Another social issue is that of LGBTQ rights. Andrew Sullivan, a gay liberal activist, began to realize how the left was beginning to use gay rights as a tool to destroy America, In 2018 he warned “The whole concept of an individual is slipping from the bedrock of American experiment. Free speech, due process, and individual rights are now being understood as masks for “white male power.”…Any differences of opinion are seen as “hate.”” I found it interesting that a gay man would see the problem so clearly and to see it before some so-called “intellectuals” see it.
Horowitz ends with the conundrum of how religious institutions can support such a morally flawed individual as Donald Trump. It is probably best summed up by Tony Perkins. ” My support for Trump has never been based on shared values; it is based on shared concerns.” Trump’s message is clearly that of, “Our country has gone off-course, and we need to bring it back.”
Dark Agenda: Read it if you dare. You may or may not agree with his conclusions, but you will not look at what is happening in America the same way as you once did if you take time to read this book. Unfortunately, many people will blindly continue to ignore his warnings, and discussion of the content may become impossible. Many will see his writings as “hate speech.” The fact that they do see it that way only proves his position, but they will not see it.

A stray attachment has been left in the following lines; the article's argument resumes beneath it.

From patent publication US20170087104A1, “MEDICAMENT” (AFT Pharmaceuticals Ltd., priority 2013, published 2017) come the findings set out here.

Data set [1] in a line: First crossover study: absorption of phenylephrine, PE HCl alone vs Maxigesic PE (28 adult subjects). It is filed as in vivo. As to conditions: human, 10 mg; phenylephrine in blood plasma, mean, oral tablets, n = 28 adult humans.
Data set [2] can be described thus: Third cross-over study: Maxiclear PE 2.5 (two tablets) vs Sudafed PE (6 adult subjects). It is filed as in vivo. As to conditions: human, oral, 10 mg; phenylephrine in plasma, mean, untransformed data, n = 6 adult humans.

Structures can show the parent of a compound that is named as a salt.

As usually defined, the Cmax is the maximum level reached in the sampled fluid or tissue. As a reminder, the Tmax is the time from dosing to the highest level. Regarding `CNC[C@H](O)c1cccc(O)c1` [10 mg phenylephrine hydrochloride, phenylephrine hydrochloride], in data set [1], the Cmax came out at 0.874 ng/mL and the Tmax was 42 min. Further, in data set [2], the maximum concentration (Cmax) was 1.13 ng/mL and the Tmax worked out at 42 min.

The subtitle of this book really tells most of the story of the book. It is an inspiring story of a brave little girl who at nine, with the help of her sponsors, came half way around the world by herself in order to have the chance to walk on her own two feet. Rebekah had been born with twisted arms and legs and her parents were urged by others in her home in Rwanda to abandon her by the side of the road and let her die. But her parents refused to do that. Instead, they encouraged her to do everything that she possibly could do and then go beyond that.